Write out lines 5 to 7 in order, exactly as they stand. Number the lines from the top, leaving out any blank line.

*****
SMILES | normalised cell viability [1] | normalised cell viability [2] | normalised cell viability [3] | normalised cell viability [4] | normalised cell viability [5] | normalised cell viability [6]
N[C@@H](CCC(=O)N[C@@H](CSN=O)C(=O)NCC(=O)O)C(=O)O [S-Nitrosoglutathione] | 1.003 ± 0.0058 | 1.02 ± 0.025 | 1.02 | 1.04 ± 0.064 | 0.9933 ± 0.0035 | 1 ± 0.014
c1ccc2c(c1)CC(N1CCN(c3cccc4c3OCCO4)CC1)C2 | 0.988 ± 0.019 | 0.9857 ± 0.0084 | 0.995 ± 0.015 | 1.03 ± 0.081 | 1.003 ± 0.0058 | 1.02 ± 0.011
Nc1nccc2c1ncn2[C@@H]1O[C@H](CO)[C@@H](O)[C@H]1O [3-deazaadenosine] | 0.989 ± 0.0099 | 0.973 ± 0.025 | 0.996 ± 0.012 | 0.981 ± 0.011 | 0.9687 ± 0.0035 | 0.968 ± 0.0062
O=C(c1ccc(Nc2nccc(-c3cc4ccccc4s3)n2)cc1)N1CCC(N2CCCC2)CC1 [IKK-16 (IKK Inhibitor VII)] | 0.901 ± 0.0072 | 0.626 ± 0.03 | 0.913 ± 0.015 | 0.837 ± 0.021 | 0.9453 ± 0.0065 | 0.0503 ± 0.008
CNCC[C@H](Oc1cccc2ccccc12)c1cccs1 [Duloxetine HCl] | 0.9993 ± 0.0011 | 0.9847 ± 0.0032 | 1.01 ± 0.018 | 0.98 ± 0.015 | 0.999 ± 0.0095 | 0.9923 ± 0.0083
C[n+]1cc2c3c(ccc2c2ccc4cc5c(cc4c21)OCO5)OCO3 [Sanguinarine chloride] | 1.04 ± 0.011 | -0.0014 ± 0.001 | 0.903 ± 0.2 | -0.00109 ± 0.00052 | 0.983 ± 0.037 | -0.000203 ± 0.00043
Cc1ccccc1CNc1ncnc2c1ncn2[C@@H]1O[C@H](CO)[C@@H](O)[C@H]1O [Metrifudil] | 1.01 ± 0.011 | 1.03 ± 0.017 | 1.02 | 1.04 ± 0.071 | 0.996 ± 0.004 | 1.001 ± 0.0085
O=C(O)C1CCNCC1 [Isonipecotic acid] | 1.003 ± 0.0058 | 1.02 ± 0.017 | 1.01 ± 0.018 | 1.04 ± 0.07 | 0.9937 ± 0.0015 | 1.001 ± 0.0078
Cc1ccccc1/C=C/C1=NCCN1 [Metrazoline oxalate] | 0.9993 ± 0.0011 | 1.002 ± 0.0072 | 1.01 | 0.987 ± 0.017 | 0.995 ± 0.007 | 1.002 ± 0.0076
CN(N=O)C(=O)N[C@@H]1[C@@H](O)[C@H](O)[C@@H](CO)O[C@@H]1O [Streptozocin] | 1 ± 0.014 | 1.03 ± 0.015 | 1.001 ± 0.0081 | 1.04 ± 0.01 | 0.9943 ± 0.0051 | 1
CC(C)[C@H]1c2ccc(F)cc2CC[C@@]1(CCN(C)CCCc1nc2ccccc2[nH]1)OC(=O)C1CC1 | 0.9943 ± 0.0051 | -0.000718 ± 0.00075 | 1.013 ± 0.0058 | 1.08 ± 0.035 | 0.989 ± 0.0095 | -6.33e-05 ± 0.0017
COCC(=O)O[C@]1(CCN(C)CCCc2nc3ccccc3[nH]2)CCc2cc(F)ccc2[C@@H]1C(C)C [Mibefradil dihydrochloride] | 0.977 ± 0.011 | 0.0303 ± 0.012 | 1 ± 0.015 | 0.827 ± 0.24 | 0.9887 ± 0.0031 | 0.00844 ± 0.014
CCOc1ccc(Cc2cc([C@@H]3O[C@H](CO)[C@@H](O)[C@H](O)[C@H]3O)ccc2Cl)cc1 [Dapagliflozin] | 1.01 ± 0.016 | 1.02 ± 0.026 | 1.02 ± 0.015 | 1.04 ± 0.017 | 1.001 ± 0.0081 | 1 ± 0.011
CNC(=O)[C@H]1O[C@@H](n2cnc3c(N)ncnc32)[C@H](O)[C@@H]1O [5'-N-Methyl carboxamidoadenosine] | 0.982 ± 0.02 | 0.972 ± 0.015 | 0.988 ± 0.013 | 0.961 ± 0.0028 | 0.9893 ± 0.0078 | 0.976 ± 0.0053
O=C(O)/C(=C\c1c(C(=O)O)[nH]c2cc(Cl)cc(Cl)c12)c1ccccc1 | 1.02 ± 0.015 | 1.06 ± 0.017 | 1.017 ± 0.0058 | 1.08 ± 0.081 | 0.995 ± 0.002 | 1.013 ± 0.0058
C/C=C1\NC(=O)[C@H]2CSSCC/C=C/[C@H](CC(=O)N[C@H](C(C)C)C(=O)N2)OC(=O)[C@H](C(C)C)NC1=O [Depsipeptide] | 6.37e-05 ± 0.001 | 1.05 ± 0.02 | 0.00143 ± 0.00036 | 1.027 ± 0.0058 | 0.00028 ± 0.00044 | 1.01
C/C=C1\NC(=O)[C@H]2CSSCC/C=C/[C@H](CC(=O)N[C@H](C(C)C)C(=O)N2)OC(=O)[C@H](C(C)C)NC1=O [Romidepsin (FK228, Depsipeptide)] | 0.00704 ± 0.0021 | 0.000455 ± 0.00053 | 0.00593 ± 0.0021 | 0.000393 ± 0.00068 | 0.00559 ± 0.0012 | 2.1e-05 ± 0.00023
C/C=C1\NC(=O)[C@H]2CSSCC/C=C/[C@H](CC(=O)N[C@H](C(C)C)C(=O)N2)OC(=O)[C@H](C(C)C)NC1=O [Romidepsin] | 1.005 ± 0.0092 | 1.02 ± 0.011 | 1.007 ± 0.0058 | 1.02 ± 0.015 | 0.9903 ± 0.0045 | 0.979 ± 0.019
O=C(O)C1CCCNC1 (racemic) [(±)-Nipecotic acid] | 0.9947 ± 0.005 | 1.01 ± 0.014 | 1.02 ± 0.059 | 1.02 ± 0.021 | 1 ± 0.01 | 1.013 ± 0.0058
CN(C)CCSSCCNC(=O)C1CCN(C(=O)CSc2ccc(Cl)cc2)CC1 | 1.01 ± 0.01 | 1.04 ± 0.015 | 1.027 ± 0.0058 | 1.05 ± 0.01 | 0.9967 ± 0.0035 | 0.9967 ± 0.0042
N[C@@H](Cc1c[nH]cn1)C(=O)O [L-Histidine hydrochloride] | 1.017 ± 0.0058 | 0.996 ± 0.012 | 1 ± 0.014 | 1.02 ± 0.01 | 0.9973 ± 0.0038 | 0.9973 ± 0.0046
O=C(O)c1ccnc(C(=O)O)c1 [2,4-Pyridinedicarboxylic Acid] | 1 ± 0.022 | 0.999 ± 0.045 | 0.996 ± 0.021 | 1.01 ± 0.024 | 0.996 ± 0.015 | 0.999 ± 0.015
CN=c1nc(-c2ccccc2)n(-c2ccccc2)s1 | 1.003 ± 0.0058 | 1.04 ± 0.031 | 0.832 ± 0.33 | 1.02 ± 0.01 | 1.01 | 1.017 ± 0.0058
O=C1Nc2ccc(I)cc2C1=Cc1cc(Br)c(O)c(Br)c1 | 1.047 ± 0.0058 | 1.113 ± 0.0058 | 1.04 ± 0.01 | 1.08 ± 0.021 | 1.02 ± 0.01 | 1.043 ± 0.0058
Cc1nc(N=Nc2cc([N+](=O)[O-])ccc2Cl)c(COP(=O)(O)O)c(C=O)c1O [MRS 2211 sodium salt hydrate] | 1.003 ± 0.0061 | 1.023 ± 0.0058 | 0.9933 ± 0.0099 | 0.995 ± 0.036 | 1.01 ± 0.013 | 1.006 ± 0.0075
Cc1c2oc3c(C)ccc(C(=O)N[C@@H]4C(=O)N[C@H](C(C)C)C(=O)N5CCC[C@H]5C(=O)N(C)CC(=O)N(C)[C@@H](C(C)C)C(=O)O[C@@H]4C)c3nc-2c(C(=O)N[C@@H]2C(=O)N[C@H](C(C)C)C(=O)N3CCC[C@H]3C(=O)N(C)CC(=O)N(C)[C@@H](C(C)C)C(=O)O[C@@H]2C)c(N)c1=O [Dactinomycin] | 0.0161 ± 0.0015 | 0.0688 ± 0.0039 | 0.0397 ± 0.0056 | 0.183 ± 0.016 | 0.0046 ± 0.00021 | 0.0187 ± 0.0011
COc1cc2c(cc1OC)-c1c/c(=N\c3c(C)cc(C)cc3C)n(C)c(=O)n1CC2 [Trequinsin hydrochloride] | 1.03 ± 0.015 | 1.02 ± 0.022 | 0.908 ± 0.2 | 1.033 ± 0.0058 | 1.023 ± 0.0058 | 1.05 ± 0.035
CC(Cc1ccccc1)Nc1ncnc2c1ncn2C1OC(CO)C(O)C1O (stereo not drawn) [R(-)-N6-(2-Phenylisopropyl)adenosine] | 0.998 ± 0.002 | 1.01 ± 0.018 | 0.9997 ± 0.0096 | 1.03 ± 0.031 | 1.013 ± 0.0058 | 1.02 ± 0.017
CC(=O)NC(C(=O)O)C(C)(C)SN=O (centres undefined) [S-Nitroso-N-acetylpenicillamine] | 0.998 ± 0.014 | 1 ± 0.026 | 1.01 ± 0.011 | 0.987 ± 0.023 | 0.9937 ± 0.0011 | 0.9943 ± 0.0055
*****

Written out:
O=C(c1ccc(Nc2nccc(-c3cc4ccccc4s3)n2)cc1)N1CCC(N2CCCC2)CC1 [IKK-16 (IKK Inhibitor VII)] | 0.901 ± 0.0072 | 0.626 ± 0.03 | 0.913 ± 0.015 | 0.837 ± 0.021 | 0.9453 ± 0.0065 | 0.0503 ± 0.008
CNCC[C@H](Oc1cccc2ccccc12)c1cccs1 [Duloxetine HCl] | 0.9993 ± 0.0011 | 0.9847 ± 0.0032 | 1.01 ± 0.018 | 0.98 ± 0.015 | 0.999 ± 0.0095 | 0.9923 ± 0.0083
C[n+]1cc2c3c(ccc2c2ccc4cc5c(cc4c21)OCO5)OCO3 [Sanguinarine chloride] | 1.04 ± 0.011 | -0.0014 ± 0.001 | 0.903 ± 0.2 | -0.00109 ± 0.00052 | 0.983 ± 0.037 | -0.000203 ± 0.00043